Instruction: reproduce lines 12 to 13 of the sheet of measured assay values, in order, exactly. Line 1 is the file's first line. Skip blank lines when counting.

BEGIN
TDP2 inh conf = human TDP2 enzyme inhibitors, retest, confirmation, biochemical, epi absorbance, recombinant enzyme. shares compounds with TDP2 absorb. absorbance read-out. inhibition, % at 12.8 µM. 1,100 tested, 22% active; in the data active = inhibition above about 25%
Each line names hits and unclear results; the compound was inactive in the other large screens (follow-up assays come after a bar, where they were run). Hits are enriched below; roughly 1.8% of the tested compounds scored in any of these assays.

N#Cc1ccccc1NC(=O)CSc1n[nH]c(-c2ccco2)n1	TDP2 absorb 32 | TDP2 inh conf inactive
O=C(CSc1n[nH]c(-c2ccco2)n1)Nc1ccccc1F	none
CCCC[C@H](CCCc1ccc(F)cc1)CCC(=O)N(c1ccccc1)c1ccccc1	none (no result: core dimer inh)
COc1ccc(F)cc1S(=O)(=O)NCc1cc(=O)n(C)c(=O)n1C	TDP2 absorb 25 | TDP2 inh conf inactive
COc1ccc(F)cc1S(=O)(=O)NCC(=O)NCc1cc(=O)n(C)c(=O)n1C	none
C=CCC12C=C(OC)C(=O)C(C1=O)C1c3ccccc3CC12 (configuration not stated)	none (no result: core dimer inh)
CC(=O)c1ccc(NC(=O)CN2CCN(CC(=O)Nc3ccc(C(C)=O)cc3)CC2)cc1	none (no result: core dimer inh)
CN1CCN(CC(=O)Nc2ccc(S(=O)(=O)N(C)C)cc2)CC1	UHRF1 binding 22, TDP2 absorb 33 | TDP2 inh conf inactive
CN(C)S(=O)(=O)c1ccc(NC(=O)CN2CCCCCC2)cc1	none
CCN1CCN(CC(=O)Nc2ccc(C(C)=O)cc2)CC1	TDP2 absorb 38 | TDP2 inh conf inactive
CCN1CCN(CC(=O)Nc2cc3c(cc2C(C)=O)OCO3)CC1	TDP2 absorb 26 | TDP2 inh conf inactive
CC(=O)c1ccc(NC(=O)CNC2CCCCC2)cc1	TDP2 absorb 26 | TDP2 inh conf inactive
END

CCN1CCN(CC(=O)Nc2ccc(C(C)=O)cc2)CC1	TDP2 absorb 38 | TDP2 inh conf inactive
CCN1CCN(CC(=O)Nc2cc3c(cc2C(C)=O)OCO3)CC1	TDP2 absorb 26 | TDP2 inh conf inactive